The people behind THE GIANT VOICE
By Senior Airman Joe McFadden, 1st Special Operations Wing Public Affairs
/ Published July 29, 2013
HURLBURT FIELD, Fla. --
It's 11:59 a.m. on a typical Friday at Hurlburt Field.
You're walking to the Base Exchange with ideas for lunch as well as what you want to do with your friends for this weekend getaway.
All of a sudden, you freeze in your steps as you hear a loud booming voice, seemingly coming from an opening in the skies.
You look around in panic, but notice everyone else keeps moving about their business, undisturbed.
You relax... but then you're convinced of one thing: the voice can only be heard by you.
Was it something you did? Did you forget your reflective belt? Does this voice belong to the Person whom you think it belongs to?
"THIS. IS. THE. COMMAND. POST," the voice says.
'Whew.... Close call,' you may think. 'Still hope no one asks to see my reflective belt.'
While this line of thinking may go through some people's minds on their first Friday at noon on a military installation, the regularly-scheduled weekly tests of the sirens are just tests run by the command post for readiness.
And just like those siren tests are used for readiness, the purpose behind the Giant Voice is made for a similar reason.
"Safety is the big issue, and we are prepared for anything," said Airman 1st Class Timothy Kimball, a junior emergency actions controller with 1st Special Operations Wing Command Post. "We have a checklist for everything that goes on from lightning warnings, flag conditions and active-shooters."
The process begins when 1 SOW/CP staff receive a notification from base weather or security forces. Command Post then relays the message via pop-up alerts throughout all base computers. And for the benefit of those people who may not be at their desk, the giant voice is used via a small microphone within the Command Post.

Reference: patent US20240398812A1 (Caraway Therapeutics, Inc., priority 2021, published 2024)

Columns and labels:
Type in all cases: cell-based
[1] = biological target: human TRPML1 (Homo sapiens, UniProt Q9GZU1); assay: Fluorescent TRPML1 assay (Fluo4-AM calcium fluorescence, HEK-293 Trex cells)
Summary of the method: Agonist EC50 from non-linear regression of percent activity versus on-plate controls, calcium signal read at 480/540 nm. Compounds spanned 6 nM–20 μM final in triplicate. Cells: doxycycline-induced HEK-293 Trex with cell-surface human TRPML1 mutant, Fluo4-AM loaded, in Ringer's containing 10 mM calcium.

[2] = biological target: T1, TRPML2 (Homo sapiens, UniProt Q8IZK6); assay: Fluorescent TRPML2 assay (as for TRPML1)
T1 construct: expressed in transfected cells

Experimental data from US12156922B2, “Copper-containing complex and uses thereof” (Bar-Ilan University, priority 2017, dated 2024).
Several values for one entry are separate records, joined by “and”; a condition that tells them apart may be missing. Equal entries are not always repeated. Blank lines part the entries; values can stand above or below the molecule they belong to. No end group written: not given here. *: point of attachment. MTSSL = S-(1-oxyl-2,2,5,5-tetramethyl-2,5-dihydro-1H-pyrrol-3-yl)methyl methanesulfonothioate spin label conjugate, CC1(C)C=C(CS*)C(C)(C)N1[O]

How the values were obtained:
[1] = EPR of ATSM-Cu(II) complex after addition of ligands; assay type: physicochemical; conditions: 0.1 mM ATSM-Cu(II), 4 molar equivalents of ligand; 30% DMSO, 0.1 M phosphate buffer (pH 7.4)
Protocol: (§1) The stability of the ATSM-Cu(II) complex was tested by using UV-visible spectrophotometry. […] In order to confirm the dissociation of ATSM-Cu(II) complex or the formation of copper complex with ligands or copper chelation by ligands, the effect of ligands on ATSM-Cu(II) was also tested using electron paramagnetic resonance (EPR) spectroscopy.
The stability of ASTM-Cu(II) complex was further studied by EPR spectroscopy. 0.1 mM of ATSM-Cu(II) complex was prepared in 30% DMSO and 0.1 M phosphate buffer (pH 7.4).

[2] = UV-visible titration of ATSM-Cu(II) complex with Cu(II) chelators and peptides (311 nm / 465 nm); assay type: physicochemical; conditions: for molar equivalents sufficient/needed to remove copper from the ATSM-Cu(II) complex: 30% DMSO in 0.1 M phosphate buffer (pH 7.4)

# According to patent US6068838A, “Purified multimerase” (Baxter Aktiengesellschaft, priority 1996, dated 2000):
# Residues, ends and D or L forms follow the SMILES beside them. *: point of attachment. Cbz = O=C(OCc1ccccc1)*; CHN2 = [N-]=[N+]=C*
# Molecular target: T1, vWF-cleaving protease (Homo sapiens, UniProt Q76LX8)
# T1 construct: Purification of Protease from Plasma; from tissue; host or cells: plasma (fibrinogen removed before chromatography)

While the Giant Voice can be heard booming throughout the base and outside the gates, there are still set times for when it will be used. For example, only the speakers on the flightline and hangars will be used during hours of darkness for those working on swing shifts outside.
"If there's an active-shooter scenario or a crisis, we want to warn the base and people to stay protected," Kimball said. "We hope people pay attention, because if it's on the giant voice, it is important."
Many may have noticed the distinctive speech pattern employed by the Giant Voice speakers. It's not meant to sound like a robot bent on extermination, but Kimball said it's used for a more practical reason.
"If we said it too fast, no one would understand us at all," Kimball said. "There are a dozen loud speakers and the noise will bounce off each other. Unless we speak slowly, it will sound garbled and the message would be lost."
Kimball said the history of the military employing the Giant Voice goes back beyond the World War era when sirens would be sounded to alert the civilian population to take cover and bugle calls to announce military advances for armies on the field.
While those wars may be long behind the Air Force of today, the importance of the Giant Voice and the work of the Command Post personnel continue on every time you hear the announcement and at any time.
"Please pay attention - the information is really important," Kimball said. "You may be annoyed or may tune it out, but when a crisis or emergency happens, the information could save your life."